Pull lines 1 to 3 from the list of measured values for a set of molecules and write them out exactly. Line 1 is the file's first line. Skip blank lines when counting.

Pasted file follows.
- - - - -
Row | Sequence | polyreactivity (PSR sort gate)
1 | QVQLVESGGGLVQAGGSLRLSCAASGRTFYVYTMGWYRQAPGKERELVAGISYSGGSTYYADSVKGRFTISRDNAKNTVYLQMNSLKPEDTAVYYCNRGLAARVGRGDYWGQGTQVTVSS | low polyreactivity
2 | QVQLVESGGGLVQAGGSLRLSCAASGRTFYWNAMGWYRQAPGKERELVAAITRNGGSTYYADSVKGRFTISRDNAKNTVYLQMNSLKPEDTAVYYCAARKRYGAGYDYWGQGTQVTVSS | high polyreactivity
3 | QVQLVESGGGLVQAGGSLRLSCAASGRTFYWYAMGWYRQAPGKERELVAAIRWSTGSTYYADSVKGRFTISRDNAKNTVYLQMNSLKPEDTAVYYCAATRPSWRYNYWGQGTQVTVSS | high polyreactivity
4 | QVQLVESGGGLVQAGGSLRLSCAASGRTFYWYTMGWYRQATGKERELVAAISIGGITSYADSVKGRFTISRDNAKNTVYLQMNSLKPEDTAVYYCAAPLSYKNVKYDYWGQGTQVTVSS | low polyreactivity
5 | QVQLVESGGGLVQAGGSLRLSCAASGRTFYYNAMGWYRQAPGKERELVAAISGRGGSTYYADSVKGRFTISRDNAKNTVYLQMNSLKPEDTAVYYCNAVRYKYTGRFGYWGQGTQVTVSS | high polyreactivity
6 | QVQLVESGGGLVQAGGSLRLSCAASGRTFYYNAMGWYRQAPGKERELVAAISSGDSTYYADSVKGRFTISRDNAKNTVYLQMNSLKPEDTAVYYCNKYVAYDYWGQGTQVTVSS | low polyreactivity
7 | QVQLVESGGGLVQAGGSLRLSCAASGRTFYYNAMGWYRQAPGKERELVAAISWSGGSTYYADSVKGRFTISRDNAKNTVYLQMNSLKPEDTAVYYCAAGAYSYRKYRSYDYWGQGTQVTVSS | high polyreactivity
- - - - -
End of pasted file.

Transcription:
Row | Sequence | polyreactivity (PSR sort gate)
1 | QVQLVESGGGLVQAGGSLRLSCAASGRTFYVYTMGWYRQAPGKERELVAGISYSGGSTYYADSVKGRFTISRDNAKNTVYLQMNSLKPEDTAVYYCNRGLAARVGRGDYWGQGTQVTVSS | low polyreactivity
2 | QVQLVESGGGLVQAGGSLRLSCAASGRTFYWNAMGWYRQAPGKERELVAAITRNGGSTYYADSVKGRFTISRDNAKNTVYLQMNSLKPEDTAVYYCAARKRYGAGYDYWGQGTQVTVSS | high polyreactivity